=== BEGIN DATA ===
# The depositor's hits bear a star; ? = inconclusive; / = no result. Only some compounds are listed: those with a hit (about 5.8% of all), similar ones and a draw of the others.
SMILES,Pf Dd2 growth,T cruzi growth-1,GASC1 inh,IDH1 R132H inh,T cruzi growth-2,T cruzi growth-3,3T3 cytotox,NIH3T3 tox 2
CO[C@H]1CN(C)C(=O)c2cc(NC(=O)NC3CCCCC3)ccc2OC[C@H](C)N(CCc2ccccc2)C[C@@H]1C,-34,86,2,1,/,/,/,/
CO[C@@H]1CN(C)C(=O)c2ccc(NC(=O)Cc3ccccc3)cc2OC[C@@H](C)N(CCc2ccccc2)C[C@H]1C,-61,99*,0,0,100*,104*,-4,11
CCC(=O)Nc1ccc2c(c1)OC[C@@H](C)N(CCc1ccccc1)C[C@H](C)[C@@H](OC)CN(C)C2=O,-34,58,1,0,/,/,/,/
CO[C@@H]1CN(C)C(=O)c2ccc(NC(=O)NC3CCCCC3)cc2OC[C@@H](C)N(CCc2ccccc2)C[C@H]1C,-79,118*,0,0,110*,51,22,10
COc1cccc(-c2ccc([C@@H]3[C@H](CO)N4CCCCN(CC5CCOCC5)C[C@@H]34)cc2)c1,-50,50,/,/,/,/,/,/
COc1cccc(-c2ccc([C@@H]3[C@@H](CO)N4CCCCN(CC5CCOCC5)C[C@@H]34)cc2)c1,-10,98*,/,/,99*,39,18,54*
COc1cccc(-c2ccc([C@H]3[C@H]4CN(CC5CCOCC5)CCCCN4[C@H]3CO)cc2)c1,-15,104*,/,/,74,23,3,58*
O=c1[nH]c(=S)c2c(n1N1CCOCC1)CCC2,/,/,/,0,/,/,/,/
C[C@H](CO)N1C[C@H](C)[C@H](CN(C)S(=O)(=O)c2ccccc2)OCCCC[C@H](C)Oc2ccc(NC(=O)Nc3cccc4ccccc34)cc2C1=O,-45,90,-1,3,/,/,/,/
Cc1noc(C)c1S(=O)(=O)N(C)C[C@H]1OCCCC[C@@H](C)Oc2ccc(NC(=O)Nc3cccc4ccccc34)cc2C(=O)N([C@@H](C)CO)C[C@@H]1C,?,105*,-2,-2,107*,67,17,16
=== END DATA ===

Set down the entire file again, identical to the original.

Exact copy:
# The depositor's hits bear a star; ? = inconclusive; / = no result. Only some compounds are listed: those with a hit (about 5.8% of all), similar ones and a draw of the others.
SMILES,Pf Dd2 growth,T cruzi growth-1,GASC1 inh,IDH1 R132H inh,T cruzi growth-2,T cruzi growth-3,3T3 cytotox,NIH3T3 tox 2
CO[C@H]1CN(C)C(=O)c2cc(NC(=O)NC3CCCCC3)ccc2OC[C@H](C)N(CCc2ccccc2)C[C@@H]1C,-34,86,2,1,/,/,/,/
CO[C@@H]1CN(C)C(=O)c2ccc(NC(=O)Cc3ccccc3)cc2OC[C@@H](C)N(CCc2ccccc2)C[C@H]1C,-61,99*,0,0,100*,104*,-4,11
CCC(=O)Nc1ccc2c(c1)OC[C@@H](C)N(CCc1ccccc1)C[C@H](C)[C@@H](OC)CN(C)C2=O,-34,58,1,0,/,/,/,/
CO[C@@H]1CN(C)C(=O)c2ccc(NC(=O)NC3CCCCC3)cc2OC[C@@H](C)N(CCc2ccccc2)C[C@H]1C,-79,118*,0,0,110*,51,22,10
COc1cccc(-c2ccc([C@@H]3[C@H](CO)N4CCCCN(CC5CCOCC5)C[C@@H]34)cc2)c1,-50,50,/,/,/,/,/,/
COc1cccc(-c2ccc([C@@H]3[C@@H](CO)N4CCCCN(CC5CCOCC5)C[C@@H]34)cc2)c1,-10,98*,/,/,99*,39,18,54*
COc1cccc(-c2ccc([C@H]3[C@H]4CN(CC5CCOCC5)CCCCN4[C@H]3CO)cc2)c1,-15,104*,/,/,74,23,3,58*
O=c1[nH]c(=S)c2c(n1N1CCOCC1)CCC2,/,/,/,0,/,/,/,/
C[C@H](CO)N1C[C@H](C)[C@H](CN(C)S(=O)(=O)c2ccccc2)OCCCC[C@H](C)Oc2ccc(NC(=O)Nc3cccc4ccccc34)cc2C1=O,-45,90,-1,3,/,/,/,/
Cc1noc(C)c1S(=O)(=O)N(C)C[C@H]1OCCCC[C@@H](C)Oc2ccc(NC(=O)Nc3cccc4ccccc34)cc2C(=O)N([C@@H](C)CO)C[C@@H]1C,?,105*,-2,-2,107*,67,17,16